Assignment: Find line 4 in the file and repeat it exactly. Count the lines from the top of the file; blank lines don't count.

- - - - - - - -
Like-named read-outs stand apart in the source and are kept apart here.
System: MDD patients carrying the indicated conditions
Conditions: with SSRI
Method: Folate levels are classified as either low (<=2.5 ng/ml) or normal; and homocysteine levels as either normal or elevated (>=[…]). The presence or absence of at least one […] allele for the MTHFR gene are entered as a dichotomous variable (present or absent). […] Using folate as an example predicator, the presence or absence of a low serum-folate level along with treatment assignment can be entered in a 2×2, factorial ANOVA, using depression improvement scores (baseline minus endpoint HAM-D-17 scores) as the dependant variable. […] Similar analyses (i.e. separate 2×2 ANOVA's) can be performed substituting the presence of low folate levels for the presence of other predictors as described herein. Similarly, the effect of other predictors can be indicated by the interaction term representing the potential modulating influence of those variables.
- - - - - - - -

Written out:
Method: Folate levels are classified as either low (<=2.5 ng/ml) or normal; and homocysteine levels as either normal or elevated (>=[…]). The presence or absence of at least one […] allele for the MTHFR gene are entered as a dichotomous variable (present or absent). […] Using folate as an example predicator, the presence or absence of a low serum-folate level along with treatment assignment can be entered in a 2×2, factorial ANOVA, using depression improvement scores (baseline minus endpoint HAM-D-17 scores) as the dependant variable. […] Similar analyses (i.e. separate 2×2 ANOVA's) can be performed substituting the presence of low folate levels for the presence of other predictors as described herein. Similarly, the effect of other predictors can be indicated by the interaction term representing the potential modulating influence of those variables.